Arousing feelings

The second most important rule in writing fiction is to arouse the reader’s feelings. This is one of the most difficult and demanding tasks, which you can’t learn from a book, it has to come from your heart. If you can’t feel, the reader won’t be able to feel. I must stress that there has to be a variety of feelings, not just love and hate. Jealousy, envy and greed are also feelings.

Example 1: Jane buys a new gold bracelet and shows it to a friend. The friend looks at it carefully, but doesn’t say anything nice about it even though she likes it. This is how she expresses her envy.

Example 2: The wife would like to have a swimming pool in the garden (greed), while the husband, who is tight with money, doesn’t agree. So they have an argument about it.

Example 3: A book is about Mary and Edward, who are in love, but aren’t destined to get married. Throughout the book the reader can feel their suffering, but their wish isn’t fulfilled until right at the end, when their romance can begin.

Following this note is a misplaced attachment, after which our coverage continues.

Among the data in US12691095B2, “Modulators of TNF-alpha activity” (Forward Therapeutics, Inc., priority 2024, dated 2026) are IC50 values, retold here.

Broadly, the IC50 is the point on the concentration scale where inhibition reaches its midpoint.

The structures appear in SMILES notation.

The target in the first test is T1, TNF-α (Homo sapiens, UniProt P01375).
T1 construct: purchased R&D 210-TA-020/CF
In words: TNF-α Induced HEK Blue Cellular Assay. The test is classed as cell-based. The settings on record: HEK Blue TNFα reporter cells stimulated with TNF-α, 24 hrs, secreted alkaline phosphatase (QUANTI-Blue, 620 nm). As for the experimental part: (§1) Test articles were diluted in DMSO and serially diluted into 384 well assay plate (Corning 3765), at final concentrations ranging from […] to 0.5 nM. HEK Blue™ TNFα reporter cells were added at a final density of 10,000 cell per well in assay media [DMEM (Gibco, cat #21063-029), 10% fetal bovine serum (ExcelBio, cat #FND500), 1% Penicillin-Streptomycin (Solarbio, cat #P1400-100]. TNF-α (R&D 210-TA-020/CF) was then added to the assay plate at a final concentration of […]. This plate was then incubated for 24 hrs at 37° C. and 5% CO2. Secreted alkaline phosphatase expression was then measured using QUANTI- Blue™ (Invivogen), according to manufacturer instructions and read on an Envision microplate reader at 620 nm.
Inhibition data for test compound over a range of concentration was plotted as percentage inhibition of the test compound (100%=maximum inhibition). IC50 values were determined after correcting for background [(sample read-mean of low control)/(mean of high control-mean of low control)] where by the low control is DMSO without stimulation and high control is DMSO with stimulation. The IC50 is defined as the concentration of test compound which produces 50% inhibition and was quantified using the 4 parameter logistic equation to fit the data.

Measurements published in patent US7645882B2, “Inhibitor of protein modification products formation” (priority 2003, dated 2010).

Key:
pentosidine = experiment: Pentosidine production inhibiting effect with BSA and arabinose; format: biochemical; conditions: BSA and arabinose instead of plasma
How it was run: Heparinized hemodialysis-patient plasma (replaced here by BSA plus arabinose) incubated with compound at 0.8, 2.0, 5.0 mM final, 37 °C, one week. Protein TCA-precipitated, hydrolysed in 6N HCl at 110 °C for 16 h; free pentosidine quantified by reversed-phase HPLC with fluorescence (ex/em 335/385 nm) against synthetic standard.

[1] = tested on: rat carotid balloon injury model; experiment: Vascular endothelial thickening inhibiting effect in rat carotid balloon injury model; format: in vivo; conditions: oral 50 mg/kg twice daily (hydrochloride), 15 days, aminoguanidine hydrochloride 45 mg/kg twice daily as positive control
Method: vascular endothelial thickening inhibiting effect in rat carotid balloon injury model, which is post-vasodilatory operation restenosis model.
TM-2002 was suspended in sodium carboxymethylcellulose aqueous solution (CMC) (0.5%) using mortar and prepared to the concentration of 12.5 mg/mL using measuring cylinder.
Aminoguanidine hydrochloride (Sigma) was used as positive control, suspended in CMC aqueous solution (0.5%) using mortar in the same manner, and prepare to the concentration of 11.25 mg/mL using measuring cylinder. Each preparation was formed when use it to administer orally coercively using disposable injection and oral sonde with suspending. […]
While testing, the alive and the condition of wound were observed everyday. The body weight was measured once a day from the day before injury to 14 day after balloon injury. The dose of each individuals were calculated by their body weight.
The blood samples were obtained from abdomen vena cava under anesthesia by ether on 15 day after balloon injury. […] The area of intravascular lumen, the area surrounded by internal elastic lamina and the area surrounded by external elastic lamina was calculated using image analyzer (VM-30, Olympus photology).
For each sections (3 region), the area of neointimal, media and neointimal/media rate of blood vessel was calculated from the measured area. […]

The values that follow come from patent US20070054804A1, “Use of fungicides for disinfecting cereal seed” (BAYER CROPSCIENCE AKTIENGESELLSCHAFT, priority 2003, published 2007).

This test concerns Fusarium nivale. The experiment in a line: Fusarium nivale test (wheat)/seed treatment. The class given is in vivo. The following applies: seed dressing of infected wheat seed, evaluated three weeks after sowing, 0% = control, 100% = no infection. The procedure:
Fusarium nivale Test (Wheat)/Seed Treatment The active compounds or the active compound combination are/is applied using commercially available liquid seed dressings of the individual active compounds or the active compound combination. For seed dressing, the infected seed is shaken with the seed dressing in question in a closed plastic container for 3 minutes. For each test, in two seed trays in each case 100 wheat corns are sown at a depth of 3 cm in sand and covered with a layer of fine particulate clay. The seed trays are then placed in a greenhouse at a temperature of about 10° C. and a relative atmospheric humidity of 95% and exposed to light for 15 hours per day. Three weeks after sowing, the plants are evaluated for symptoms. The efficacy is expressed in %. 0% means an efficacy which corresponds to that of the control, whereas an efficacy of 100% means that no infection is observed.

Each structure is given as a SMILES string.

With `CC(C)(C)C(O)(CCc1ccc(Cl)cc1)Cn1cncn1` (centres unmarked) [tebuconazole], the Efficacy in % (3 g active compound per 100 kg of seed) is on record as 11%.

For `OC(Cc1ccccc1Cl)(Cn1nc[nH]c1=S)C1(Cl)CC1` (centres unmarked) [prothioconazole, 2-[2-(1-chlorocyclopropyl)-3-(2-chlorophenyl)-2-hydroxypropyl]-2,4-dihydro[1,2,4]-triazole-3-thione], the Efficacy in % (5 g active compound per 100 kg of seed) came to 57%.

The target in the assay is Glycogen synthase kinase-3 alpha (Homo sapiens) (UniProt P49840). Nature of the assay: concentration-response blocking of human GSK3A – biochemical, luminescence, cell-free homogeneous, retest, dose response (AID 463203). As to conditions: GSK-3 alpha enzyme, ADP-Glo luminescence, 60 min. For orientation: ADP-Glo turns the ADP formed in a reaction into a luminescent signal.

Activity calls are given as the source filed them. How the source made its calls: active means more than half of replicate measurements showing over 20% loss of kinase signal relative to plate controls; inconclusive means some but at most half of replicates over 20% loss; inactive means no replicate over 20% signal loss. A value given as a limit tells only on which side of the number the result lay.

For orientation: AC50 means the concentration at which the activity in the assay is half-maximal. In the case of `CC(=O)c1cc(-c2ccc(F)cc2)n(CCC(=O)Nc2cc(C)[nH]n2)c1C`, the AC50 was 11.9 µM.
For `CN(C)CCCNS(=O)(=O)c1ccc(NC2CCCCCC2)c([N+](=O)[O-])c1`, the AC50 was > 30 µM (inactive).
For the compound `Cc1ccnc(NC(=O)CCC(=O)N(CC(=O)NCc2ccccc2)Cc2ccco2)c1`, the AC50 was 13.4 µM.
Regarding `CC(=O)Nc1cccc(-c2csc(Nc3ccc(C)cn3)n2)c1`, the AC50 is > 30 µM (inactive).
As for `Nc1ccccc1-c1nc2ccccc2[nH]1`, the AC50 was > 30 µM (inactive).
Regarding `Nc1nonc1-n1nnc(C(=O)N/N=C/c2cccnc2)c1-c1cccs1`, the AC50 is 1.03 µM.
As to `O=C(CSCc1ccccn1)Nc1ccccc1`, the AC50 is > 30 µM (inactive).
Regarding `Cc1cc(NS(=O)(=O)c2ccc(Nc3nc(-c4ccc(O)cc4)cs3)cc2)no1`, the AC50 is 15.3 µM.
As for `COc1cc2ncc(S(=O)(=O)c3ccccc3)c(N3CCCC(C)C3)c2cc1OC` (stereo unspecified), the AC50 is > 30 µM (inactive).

Example 4: The successful German writer Heinz G. Konsalik’s main characters on their travels around the world often quite accidentally come across a brother or a sister they didn’t know they had. I’m sure many readers cry over this, although personally I find it too unrealistic. But the fact remains that Konsalik knew that arousing feelings was one of the most important characteristics of a book. And he played on the same strings in nearly every one of his books.

Example 5: The following always works: there has to be a desire and an obstacle to achieving it, which must continue for a considerable part of the book. And right at the end, when all hope is nearly lost, finally a solution is found and the obstacle is removed.

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